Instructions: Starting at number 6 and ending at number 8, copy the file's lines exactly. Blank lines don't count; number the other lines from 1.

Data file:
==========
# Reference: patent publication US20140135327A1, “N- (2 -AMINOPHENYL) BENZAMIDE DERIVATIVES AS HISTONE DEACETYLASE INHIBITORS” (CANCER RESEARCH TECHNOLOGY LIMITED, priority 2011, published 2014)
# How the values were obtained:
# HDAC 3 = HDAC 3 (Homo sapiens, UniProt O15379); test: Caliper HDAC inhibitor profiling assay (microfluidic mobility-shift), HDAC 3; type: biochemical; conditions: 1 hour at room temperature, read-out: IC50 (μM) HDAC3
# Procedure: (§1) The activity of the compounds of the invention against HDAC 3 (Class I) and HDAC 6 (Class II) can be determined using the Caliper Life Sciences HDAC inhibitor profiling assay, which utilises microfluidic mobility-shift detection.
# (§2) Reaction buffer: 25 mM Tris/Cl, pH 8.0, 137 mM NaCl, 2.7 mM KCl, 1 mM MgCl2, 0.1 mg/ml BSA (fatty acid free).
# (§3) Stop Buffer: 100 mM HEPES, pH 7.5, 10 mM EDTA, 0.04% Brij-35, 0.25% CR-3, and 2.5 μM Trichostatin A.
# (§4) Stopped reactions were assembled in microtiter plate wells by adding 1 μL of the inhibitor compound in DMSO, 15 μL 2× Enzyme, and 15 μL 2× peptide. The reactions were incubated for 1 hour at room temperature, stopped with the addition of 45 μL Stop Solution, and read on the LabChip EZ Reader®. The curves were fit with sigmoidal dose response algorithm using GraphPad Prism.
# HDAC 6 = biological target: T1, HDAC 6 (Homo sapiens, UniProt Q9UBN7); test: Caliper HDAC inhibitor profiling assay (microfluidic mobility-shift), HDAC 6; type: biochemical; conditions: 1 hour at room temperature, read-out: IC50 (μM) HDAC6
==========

# (§3) Stop Buffer: 100 mM HEPES, pH 7.5, 10 mM EDTA, 0.04% Brij-35, 0.25% CR-3, and 2.5 μM Trichostatin A.
# (§4) Stopped reactions were assembled in microtiter plate wells by adding 1 μL of the inhibitor compound in DMSO, 15 μL 2× Enzyme, and 15 μL 2× peptide. The reactions were incubated for 1 hour at room temperature, stopped with the addition of 45 μL Stop Solution, and read on the LabChip EZ Reader®. The curves were fit with sigmoidal dose response algorithm using GraphPad Prism.
# HDAC 6 = biological target: T1, HDAC 6 (Homo sapiens, UniProt Q9UBN7); test: Caliper HDAC inhibitor profiling assay (microfluidic mobility-shift), HDAC 6; type: biochemical; conditions: 1 hour at room temperature, read-out: IC50 (μM) HDAC6